Family volunteering in Zimbabwe – “It was life-changing”

Pam Galenkamp and her family, from Georgia, USA, volunteered at the Rhino & Elephant Conservation Programme in June this year. They also took a side trip to Namibia as well, but we will cover that in a separate post! The experience they had at the Imire project was summed up by Pam’s 11-year old daughter, who said “it was life-changing”. The Galenkamps returned home to the USA, and were so inspired by the program and the people, that they brought that enthusiasm home in very tangible ways.

Pam has written a review of the family’s volunteer experience on Tripadvisor (read the full review here), and we have included excerpts below, plus some other feedback. We hope it encourages other families to take the plunge and bring their children on a unique family holiday.

“My family of four (11 & 13 year old) spent two amazing weeks at Imire in June. It is difficult to embody the experience in words. My 11 year old daughter responded when asked about the trip that “…it was life changing”. And indeed it was. We have travelled all over the world and Imire is the first place we have decided to return to- with plans to return in 2020.”
(Update: since Pam wrote this post, they already returned to join the Rhino Collaring Operation a few weeks after!).

If you are at all inclined to do volunteer work abroad- this is a wonderful place to visit. Solo OR with family.

“Imire (meaning “waiting place” or “it stands” in Shona) is 4,500 hectares (over 11,000 acres) in total. It is broken up into three main areas- a volunteer program, a tourist lodge, and a farm. Each section is run by a member of the Travers family – a legacy left by Norman Travers when he purchased the land in 1946. There is a book if you would like to read more about the beginnings of Imire entitled Imire: The Life & Times of Norman Travers as Told to Cathy Buckle. All three entities contribute back into the local community and conservation program. There is much to say about this wonderful family and all they have done for the land and local community.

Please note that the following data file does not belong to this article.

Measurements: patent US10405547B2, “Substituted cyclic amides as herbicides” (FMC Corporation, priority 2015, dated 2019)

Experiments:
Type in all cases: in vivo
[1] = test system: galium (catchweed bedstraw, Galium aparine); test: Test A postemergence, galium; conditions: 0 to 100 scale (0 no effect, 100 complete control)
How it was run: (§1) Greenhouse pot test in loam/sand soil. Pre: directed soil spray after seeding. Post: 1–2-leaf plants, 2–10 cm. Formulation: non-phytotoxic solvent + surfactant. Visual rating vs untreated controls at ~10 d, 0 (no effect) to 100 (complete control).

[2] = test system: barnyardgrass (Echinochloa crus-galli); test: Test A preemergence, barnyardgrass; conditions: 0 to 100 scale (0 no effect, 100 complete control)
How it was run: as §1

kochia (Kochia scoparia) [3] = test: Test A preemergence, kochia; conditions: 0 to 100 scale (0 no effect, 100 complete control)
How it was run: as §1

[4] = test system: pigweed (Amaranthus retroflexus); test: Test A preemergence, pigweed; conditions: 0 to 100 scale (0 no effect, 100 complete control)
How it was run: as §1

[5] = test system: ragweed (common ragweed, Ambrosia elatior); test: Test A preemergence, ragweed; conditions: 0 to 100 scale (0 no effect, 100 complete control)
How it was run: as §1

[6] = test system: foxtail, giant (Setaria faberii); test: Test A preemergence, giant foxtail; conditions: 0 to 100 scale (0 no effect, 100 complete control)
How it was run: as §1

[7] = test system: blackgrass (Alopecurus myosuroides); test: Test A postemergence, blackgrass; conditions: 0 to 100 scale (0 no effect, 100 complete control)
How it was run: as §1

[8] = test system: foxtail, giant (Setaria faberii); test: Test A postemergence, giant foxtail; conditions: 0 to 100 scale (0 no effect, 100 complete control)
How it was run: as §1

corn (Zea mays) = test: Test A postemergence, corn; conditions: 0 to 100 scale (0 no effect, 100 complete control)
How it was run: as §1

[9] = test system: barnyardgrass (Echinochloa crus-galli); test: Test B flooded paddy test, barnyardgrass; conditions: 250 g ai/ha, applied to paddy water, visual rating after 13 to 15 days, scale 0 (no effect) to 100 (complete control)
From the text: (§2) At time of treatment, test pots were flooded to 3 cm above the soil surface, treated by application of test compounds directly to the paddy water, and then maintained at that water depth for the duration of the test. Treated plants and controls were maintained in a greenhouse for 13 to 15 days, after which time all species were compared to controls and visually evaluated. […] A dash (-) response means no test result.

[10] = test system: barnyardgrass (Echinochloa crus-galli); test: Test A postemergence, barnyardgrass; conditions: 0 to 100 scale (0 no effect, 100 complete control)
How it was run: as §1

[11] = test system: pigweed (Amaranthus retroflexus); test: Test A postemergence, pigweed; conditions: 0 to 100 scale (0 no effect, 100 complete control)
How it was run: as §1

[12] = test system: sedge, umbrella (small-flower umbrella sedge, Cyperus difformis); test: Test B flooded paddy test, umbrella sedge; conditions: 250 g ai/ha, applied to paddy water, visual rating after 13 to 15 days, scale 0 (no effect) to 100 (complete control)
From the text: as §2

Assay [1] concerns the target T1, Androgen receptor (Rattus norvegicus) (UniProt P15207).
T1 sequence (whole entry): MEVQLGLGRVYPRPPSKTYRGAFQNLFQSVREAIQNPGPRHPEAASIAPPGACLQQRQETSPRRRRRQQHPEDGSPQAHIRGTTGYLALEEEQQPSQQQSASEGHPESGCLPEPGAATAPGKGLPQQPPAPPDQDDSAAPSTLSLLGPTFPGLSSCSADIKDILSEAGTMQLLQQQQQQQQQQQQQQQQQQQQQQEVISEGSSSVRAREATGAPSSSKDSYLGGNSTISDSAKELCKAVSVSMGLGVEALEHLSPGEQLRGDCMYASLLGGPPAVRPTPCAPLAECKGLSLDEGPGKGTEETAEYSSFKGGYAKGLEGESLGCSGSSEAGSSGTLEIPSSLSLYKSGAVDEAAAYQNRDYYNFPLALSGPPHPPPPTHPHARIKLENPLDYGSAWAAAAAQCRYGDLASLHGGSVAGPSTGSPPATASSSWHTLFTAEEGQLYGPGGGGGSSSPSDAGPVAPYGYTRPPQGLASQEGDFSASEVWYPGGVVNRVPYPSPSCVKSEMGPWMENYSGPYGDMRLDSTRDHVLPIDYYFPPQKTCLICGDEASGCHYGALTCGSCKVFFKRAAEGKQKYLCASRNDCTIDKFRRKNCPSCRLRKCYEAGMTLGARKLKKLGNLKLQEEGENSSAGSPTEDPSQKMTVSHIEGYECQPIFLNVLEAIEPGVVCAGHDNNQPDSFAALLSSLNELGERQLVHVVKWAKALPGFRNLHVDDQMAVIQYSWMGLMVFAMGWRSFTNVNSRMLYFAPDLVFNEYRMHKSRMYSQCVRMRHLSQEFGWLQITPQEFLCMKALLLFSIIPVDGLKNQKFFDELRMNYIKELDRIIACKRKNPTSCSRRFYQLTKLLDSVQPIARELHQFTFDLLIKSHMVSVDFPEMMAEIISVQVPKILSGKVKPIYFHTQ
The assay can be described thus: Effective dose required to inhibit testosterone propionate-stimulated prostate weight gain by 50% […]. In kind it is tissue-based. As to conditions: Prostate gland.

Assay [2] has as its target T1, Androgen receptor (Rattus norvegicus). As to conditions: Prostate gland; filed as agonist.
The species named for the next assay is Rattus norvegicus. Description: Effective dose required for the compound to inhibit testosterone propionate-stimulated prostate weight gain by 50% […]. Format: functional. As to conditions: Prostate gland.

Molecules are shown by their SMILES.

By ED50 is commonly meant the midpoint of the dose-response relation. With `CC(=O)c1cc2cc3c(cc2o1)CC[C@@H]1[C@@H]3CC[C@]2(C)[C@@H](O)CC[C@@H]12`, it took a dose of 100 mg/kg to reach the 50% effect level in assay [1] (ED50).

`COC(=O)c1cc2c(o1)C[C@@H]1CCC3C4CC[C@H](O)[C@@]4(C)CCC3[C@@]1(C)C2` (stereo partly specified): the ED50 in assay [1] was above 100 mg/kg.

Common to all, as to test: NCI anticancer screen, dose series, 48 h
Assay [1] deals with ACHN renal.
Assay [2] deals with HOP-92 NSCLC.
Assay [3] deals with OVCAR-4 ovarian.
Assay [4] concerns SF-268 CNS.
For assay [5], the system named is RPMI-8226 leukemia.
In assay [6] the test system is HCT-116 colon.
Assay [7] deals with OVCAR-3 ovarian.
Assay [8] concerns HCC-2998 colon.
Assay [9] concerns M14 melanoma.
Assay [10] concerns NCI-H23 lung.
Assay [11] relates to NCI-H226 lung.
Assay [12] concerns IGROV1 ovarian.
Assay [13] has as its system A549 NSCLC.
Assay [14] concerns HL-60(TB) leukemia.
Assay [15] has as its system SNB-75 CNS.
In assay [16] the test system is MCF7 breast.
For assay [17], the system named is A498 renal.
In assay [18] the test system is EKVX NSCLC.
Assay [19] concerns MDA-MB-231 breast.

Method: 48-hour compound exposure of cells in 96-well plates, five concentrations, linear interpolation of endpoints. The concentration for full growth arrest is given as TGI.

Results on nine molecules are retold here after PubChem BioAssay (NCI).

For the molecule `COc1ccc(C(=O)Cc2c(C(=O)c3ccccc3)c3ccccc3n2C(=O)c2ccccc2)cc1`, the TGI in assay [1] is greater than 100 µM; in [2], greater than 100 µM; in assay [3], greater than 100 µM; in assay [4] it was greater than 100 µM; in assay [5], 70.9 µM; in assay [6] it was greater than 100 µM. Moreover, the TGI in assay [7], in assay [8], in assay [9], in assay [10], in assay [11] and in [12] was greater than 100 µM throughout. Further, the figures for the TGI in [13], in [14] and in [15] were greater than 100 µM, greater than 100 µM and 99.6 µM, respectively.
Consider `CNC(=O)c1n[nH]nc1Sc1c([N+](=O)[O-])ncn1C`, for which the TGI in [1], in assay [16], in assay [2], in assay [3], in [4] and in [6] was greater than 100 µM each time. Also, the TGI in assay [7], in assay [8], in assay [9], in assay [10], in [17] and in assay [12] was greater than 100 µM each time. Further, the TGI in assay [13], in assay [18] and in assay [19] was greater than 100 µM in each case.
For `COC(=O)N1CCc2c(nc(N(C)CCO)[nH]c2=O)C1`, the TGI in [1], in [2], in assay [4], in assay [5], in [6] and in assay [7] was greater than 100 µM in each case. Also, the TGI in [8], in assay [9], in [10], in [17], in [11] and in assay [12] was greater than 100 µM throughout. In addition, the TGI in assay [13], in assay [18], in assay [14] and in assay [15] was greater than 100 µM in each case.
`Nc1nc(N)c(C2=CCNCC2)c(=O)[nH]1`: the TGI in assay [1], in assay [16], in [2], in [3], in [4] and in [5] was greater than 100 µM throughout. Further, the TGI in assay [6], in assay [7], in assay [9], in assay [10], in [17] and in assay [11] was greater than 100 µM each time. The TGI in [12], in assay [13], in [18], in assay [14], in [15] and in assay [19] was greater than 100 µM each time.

“The volunteer program hosts 12 to 24 people. They have a volunteer house, Numwa, that sits overlooking the water and has a pool. This year they added the Chiwawe tented camp which is situated by a watering hole in the bush.

We were the very first people to stay at Chiwawe and were given the entire camp to ourselves for a week – it was a serene setting and we often had visits from giraffe by our tents. Some nights the rhinos were nearby as well!

“The volunteering consists of three fairly unique activities per day ranging from rhino care and tracking, bee-keeping, gardening, elephant walks & enrichment, school visits, game drives, collecting hay from the fields, and harder labor such as building structures or digging up roots. Everything that we did was a necessary activity and we truly felt that we were contributing to the upkeep of the program.

 

“Three meals are provided per day and all of our meals we had were fresh, colorful, and delicious. The cooking staff were top drawer! Our daily guide was Morris and I cannot even begin to explain how wonderful he was – a treasure. Diogo oversaw the Chiwawe Camp and was also fantastic with the kids – particularly my older son. Vera & Sam oversee the program and are a passionate and thoughtful couple.

“The impact it had on our children;

“My two children have been greatly impacted by the experience they had. Part of that impact was working alongside older volunteers that treated them with respect and as equals. They were so inspired by the program and the people, that they brought that enthusiasm home in very tangible ways. My daughter (11) organized a fundraiser and raised over $700 for Imire, while educating people about the plight of the rhino and organizations that help. My son (now 14) created a presentation for his school that was presented twice to students and once to the school administration, also regarding the plight of the rhino and organizations that help – this was not for a grade, just because he thought it important. My son is already planning a career in conservation – planning to take dual enrollment courses in college while attending high school, so that he can take a year to volunteer in conservation after high school – this was all inspired by Imire.

family volunteers with elephants

This program has been inspiring to my family and believe will continue to impact not only us but other families over the ages.

“We are greatly looking forward to our return in 2020.”

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To join the Rhino & Elephant Conservation family project, please click on the link below, or click to see all our projects for family volunteers. If you have any questions at all, please drop us an email, we would love to help!

Program for family volunteers

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